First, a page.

Provisioning cover for non-performing assets (NPAs) in the banking system is expected to touch 60% (net of technical write-offs) by the end of fiscal 2019, compared with 50% last fiscal. Consequently, overall profitability would remain subdued, though better than last fiscal.
Public sector banks (PSBs) will bear the brunt of additional provisioning and most of them will report losses for the third straight year. Private banks would, however, report profits and help lift overall banking system profit back into positive territory.
Says Krishnan Sitaraman, Senior Director, CRISIL Ratings, “Provisioning costs will remain elevated at over Rs 2.8 lakh crore this fiscal despite our expectation that fresh slippages to NPAs will reduce progressively. The high provisioning will be due to ageing of NPAs and high level of haircuts on many of the NPAs referred to National Company Law Tribunal (NCLT) for resolution, specifically for NCLT 21 and subsequently referred accounts.”
While most banks have made adequate provisions for NCLT 1 accounts, it is expected that provisioning levels will need to be higher in many other large NPA accounts.
Stressed assets in the power sector, for one, are expected to see haircuts in excess of the current provisioning levels. Power sector loans account for ~25% of the 100 largest NPAs in the banking system where provisioning for a number of stressed accounts is lower than the banking system average of ~50%.
Of the total NPA provisioning for this fiscal, nearly 80% will be borne by PSBs given the sharp surge in NPAs witnessed in the past couple of years and their relatively higher share of NPAs compared with private banks. Gross NPAs for PSBs at the end of last fiscal was ~14.7% compared with ~4.7% for private banks.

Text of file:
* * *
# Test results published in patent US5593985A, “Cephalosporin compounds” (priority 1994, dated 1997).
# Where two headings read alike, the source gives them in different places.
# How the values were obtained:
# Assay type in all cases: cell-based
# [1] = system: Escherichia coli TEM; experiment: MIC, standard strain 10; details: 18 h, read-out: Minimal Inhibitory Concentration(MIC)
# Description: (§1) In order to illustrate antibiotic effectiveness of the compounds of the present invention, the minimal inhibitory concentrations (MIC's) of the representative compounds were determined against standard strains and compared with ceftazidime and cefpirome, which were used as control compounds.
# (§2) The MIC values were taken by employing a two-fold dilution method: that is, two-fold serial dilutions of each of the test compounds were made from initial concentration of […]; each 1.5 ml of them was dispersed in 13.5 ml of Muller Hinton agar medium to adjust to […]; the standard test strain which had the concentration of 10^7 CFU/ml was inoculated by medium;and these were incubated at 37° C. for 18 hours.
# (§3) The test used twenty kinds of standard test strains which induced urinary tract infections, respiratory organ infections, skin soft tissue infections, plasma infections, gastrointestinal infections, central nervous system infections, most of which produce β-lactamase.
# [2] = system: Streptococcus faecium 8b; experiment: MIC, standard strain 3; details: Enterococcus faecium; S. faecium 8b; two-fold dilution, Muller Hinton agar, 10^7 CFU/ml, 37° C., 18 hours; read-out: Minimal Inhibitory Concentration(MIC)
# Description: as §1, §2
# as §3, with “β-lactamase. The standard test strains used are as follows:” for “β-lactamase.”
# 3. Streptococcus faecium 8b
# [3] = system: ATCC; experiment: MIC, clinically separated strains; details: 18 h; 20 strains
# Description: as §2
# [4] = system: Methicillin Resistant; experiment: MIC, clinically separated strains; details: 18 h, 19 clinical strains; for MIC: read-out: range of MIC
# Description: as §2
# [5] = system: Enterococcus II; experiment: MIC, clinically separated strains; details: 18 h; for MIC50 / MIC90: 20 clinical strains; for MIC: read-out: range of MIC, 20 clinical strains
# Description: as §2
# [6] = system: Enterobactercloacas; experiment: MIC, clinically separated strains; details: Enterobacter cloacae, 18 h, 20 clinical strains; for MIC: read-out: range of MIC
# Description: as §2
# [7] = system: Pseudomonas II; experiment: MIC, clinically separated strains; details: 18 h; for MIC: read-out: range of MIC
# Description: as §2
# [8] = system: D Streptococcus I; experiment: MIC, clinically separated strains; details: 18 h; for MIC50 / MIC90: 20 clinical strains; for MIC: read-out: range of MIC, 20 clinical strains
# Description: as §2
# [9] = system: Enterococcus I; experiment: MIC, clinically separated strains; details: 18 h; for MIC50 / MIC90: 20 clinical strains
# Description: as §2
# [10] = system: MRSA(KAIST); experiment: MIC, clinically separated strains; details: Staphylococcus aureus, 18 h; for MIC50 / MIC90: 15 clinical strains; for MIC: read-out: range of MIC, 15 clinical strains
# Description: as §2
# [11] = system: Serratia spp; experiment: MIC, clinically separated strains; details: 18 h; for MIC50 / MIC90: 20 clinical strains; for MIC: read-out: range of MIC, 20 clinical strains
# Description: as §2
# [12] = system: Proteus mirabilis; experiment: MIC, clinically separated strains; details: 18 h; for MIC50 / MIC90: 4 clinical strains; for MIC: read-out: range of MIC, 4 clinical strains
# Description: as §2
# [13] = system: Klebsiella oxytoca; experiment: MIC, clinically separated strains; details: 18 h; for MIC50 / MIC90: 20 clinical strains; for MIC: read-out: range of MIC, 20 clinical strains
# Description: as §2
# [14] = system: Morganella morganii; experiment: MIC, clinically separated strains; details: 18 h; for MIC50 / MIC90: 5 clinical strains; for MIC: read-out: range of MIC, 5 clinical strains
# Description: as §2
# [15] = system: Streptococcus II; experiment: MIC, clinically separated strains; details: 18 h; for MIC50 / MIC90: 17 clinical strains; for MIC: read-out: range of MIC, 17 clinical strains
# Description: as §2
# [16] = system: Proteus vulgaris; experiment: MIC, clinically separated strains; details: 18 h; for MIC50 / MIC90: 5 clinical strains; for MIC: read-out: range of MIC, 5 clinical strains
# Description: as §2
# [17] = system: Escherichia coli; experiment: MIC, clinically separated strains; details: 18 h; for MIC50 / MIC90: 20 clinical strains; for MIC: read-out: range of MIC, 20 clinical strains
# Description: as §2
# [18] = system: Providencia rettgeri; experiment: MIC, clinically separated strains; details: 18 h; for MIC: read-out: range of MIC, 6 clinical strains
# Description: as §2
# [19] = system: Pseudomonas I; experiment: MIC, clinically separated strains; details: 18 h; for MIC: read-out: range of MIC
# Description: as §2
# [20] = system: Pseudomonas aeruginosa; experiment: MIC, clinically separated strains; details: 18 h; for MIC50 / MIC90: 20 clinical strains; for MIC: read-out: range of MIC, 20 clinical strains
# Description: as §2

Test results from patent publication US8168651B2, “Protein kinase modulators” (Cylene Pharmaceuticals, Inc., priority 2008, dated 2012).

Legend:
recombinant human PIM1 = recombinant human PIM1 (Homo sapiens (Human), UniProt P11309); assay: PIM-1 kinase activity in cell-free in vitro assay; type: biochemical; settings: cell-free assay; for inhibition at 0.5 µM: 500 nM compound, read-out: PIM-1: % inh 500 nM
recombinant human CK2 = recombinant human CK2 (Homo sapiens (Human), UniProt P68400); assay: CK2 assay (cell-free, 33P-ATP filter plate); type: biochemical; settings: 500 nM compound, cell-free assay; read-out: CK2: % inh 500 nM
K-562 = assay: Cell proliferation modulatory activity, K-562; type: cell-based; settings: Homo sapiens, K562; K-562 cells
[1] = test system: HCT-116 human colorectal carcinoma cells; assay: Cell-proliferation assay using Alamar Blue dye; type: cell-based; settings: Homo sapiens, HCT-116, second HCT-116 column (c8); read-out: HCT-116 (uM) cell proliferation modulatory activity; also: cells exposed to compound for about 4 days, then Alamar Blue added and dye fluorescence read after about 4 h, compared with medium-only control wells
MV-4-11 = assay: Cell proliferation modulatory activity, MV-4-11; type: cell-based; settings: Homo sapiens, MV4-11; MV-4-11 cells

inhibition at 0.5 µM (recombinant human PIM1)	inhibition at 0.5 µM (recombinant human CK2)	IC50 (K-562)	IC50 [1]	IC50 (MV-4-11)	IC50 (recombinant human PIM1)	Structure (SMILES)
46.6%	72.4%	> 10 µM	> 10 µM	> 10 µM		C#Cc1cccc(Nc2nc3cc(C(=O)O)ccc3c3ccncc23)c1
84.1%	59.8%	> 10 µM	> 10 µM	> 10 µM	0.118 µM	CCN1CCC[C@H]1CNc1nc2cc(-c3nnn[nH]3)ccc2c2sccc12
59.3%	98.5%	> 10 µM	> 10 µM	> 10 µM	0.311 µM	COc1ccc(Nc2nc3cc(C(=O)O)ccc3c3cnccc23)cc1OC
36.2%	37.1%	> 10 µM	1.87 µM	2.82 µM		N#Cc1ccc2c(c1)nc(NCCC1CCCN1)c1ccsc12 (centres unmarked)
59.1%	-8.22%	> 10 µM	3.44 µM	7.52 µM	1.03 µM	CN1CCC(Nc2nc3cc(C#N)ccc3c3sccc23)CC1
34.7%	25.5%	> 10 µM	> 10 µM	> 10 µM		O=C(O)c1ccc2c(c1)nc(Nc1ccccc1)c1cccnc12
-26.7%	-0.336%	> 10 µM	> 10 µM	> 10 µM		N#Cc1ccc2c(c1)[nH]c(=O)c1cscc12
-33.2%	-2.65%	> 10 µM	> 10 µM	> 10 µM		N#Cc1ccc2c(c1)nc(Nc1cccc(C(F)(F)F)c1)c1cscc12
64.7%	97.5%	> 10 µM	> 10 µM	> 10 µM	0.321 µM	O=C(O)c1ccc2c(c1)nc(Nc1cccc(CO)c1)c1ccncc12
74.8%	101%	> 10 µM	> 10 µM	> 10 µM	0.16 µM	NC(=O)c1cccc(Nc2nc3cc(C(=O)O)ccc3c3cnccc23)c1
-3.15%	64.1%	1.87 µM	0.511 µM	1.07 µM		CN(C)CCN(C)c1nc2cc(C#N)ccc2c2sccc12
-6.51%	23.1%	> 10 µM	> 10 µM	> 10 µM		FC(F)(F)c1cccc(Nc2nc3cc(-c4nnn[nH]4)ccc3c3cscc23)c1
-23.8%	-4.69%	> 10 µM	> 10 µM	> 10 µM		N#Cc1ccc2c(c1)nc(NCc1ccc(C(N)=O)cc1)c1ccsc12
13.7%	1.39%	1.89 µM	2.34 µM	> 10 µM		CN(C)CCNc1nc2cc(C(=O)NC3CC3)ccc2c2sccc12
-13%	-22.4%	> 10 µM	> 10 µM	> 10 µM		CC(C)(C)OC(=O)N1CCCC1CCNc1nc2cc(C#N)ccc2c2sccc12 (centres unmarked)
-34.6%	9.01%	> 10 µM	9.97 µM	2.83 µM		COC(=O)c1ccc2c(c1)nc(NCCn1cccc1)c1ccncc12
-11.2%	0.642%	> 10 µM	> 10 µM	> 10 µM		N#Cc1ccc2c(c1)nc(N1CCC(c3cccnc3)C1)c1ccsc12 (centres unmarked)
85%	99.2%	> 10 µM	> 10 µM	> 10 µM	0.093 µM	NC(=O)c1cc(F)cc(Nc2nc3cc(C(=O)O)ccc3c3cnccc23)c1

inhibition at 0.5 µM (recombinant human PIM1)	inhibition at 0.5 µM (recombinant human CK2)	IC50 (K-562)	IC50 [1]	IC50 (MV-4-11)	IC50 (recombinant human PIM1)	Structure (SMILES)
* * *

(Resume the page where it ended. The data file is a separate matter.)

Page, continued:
As a result of the high provisioning requirements, many PSBs will continue to report losses for the third consecutive year, though the extent of this will be lesser at ~Rs 50,000 crore compared with ~Rs 85,000 crore last fiscal.
However, once provisioning levels touch 60%, banks will be reasonably cushioned against future challenges in resolution of outstanding NPAs.
Despite our expectations of continued losses for PSBs, profitability of banking system is expected to start improving from the second half of this fiscal and turn positive for the whole fiscal as most large private banks are expected to report profits.
Says Rama Patel, Director, CRISIL Ratings, “Return on assets (RoA) for the banking system is expected to improve to around 0.1% for fiscal 2019 as against -0.22% last fiscal. Increase in credit growth, mainly in the better-yielding retail loans segment, and lower interest reversal on NPAs due to reduced slippages will mean improvement in net interest margins (NIMs) and will support pre-provision profits for the banking system.”
Even after adjusting for an increase in the cost of deposits in a rising interest rate environment, NIMs for the banking system are expected to improve by 5-10 basis points this fiscal from 2.5% in the previous fiscal. Pre-provision profits will remain steady at ~2% this fiscal.
1 NCLT-1 refers to the twelve large NPA accounts first referred for resolution to NCLT under the Insolvency and Bankruptcy Code (IBC) in fiscal 2018 while NCLT-2 refers to the next 28 large NPA accounts thus referred.